Do vs does

LCF

One of "those" people
Another one: people who do or people who does?

See: https://en.wiktionary.org/wiki/people#English

Originally a singular noun (e.g. The people is hungry, and weary, and thirsty, in the wilderness --2 Samuel 17:29, King James Version), the plural aspect of people is probably due to influence from Middle English lede, leed, a plural since Old English times (compare Old English lēode (people, men, persons), plural of Old English lēod (man, person)). See also lede, leod.
 
not sure if this is correct, whether you use seem or seems :D
Well, maybe not any more. But this must have been the case at some (rather embarrassing) time, and proof is in the pudding...
:bullshit:
Which is the kind of pudding I mean.

I am apolitical, & do not wish to give any impression but that I loathed the man as soon as I laid eyes on him. It's not a question of where he stands, I couldn't care less. Just look at him. One look is all it takes.
 

Pacifica

grammaticissima
Staff member
I heard that Clinton got a little more votes than Trump by mere numbers, actually (but Trump won because of your complicated system whereby some states count more than others or something).
 

Issacus Divus

H₃rḗǵs h₁n̥dʰéri diwsú
I don't know. I saw this display of the numbers back in 2016, I think he got more?
 
but Trump won because of your complicated system whereby some states count more than others or something).
I don't even know, myself. It's all really quite ridiculous.
 

Pacifica

grammaticissima
Staff member
According to Wiki:

Michael McDonald estimated that 138.8 million Americans cast a ballot.[394] 65.9 million of those ballots were counted for Clinton and just under 63 million for Trump, representing 20.3% (Clinton) and 19.4% (Trump) of a census estimate of U.S. population that day of 324 million.
 

Issacus Divus

H₃rḗǵs h₁n̥dʰéri diwsú
Yeah. Some states count more, some people don't vote, Russia, and the rest. Too confusing to mess with.
 

Pacifica

grammaticissima
Staff member
IIRC, each state has a certain number of "great electors" (I hope I remember the term right), depending on the size of the state. I'm not sure who those are or if they are even real individuals, but in any case they each have a vote and, while they can theoretically cast a different vote than what the majority of the people in the state have voted, in practice they pretty much always follow the majority. If the greater number of people in a certain state have voted for a certain candidate, all the "great electors" of that state will vote for that candidate. You see how this can lead to someone being elected while in fact having had fewer votes from the people in total.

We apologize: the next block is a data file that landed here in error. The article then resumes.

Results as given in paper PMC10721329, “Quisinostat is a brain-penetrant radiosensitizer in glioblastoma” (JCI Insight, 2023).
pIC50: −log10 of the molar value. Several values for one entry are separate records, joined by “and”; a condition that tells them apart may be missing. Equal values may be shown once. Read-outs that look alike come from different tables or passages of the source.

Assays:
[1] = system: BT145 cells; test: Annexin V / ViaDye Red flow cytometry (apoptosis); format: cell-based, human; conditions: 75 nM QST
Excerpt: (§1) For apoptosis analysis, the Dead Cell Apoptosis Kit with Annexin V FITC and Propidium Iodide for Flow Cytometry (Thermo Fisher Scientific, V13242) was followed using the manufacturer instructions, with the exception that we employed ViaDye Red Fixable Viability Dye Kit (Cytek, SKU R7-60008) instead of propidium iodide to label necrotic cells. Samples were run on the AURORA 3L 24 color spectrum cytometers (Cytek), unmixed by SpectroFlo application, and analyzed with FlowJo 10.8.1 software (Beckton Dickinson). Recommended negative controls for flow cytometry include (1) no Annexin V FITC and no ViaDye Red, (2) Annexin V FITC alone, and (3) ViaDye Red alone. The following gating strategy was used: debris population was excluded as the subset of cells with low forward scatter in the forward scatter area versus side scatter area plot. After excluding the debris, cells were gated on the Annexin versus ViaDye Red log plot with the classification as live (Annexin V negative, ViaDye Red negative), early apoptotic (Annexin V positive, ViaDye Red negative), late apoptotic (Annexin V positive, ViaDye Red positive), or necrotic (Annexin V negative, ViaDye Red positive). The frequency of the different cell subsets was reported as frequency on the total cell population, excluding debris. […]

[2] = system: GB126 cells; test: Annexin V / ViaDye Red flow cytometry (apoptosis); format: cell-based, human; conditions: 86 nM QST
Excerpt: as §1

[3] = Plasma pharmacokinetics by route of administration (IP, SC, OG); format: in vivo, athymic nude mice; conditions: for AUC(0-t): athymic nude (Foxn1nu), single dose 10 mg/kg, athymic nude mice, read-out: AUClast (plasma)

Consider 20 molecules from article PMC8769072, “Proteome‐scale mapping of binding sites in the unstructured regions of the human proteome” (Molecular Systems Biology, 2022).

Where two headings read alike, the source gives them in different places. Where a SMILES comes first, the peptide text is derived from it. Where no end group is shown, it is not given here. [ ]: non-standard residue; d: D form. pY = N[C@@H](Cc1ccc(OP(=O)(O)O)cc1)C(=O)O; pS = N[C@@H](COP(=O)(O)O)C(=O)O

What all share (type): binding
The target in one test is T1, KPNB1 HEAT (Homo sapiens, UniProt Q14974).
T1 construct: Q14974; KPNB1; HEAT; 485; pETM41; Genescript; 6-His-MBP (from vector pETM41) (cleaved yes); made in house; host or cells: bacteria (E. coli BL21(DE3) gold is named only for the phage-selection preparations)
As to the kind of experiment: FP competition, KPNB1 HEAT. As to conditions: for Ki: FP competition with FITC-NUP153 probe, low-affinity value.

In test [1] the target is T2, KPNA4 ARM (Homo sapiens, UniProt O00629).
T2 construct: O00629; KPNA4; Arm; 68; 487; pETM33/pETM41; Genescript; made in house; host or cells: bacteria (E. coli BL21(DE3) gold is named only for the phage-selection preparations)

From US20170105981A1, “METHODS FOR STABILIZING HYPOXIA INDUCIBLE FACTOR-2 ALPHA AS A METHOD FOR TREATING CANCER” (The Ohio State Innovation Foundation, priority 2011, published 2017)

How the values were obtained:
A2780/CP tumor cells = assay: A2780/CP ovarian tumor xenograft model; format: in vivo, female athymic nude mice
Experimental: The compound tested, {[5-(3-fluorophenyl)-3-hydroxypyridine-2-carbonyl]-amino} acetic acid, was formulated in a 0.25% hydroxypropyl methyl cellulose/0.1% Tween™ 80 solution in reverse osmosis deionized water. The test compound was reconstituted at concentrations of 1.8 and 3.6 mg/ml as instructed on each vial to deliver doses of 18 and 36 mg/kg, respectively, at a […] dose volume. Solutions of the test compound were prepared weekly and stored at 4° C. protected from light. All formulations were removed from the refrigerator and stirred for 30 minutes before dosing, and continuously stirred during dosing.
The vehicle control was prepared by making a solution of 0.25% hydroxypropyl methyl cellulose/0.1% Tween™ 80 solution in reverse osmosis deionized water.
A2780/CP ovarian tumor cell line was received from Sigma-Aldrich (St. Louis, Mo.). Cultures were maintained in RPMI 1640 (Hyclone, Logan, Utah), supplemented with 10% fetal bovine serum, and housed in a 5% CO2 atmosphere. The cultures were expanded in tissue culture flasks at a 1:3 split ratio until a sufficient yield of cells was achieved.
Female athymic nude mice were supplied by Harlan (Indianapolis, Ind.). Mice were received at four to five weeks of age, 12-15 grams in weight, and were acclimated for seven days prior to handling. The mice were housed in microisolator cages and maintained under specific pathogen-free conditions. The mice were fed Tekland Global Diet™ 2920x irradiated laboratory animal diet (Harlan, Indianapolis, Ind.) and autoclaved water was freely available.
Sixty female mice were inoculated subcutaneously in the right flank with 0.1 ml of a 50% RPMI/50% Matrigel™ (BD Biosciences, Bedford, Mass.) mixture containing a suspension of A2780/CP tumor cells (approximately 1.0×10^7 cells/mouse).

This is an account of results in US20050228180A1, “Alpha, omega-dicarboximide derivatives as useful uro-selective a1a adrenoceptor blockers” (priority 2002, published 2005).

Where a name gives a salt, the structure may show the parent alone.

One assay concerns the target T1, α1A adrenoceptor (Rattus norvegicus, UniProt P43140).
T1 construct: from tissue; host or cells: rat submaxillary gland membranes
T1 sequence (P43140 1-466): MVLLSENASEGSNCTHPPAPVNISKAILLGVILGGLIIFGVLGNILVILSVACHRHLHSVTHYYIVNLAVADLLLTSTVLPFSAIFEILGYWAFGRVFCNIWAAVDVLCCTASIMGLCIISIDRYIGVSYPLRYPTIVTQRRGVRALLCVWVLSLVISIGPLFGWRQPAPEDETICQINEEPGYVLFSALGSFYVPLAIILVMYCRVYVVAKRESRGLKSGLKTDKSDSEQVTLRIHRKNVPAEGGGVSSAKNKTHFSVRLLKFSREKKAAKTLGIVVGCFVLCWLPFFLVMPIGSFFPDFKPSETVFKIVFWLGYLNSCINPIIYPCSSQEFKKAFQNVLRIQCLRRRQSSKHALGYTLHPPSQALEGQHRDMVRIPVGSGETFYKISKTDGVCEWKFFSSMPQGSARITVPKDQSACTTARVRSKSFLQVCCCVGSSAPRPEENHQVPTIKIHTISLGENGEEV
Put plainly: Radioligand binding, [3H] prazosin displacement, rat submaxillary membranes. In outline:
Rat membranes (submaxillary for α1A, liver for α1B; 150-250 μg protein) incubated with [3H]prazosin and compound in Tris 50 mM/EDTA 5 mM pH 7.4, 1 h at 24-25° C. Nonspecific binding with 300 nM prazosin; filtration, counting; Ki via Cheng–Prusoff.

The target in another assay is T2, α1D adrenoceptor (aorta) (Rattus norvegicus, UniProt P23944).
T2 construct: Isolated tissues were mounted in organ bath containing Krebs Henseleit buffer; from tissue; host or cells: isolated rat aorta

Dantius

Homo Sapiens
Staff member
I think they're just the electors, not great electors. The idea (well, the reason for keeping it) is to balance it so that the "little states" have a voice as well, because in the popular vote it could be that only politicians who work for the interests of the big coastal cities get chosen, because those have the majority of the population. The original idea was that the people would just vote for the electors and the electors would choose the president/VP, because the people themselves couldn't be trusted to make the right decision. Obviously that's no longer the thinking behind the system.
 

Pacifica

grammaticissima
Staff member
IIRC, each state has a certain number of "great electors" (I hope I remember the term right), depending on the size of the state. I'm not sure who those are or if they are even real individuals, but in any case they each have a vote and, while they can theoretically cast a different vote than what the majority of the people in the state have voted, in practice they pretty much always follow the majority. If the greater number of people in a certain state have voted for a certain candidate, all the "great electors" of that state will vote for that candidate. You see how this can lead to someone being elected while in fact having had fewer votes from the people in total.
I mean, these "great electors" (or just "electors", apparently) vote after the people have voted, and it's the electors' vote that counts towards electing the President (though the electors usually follow the majority result of the people's vote in each state).

Just clarifying for those who may just be learning about this, as I realize it wasn't very clear in my first post.
 

Issacus Divus

H₃rḗǵs h₁n̥dʰéri diwsú
I only support Vermin Supreme.
 

Pacifica

grammaticissima
Staff member
I learned about this back in 2016 when following the election, BTW. I think in French they said "les grands électeurs", literally "the great electors". If you just say "the electors" in English I guess "grands" was added in the French to differentiate them from the "électeurs" at large, i.e. the voters among the people.
 

Issacus Divus

H₃rḗǵs h₁n̥dʰéri diwsú

Etaoin Shrdlu

μεσσηγυδορποχέστης
It's occurred to me that when French (or other language) has a phrase that refers to 'the large/great X', more often than not the idiomatic English translation will not be 'the great X'. For example, apart from the equivalence of the American Great Plains with Les Grandes Plaines, I can't think of any examples, but that might be just my inadequate brain.

I have a communist-era dictionary whose English title is The Great Polish-English Dictionary. That should have been a warning as to its merits.
 

Pacifica

grammaticissima
Staff member
La grande pyramide de Gizeh — The Great Pyramid of Giza.
 

Pacifica

grammaticissima
Staff member
But "le Grand Canyon" = "the Great Grand Canyon"
 

Issacus Divus

H₃rḗǵs h₁n̥dʰéri diwsú
Les grandes grandes vacances — The long long holiday.
Btw, I didn't know that French has "Gizeh" for "Giza".
 

Pacifica

grammaticissima
Staff member
Do you ever call WWI "the Great War"?
 
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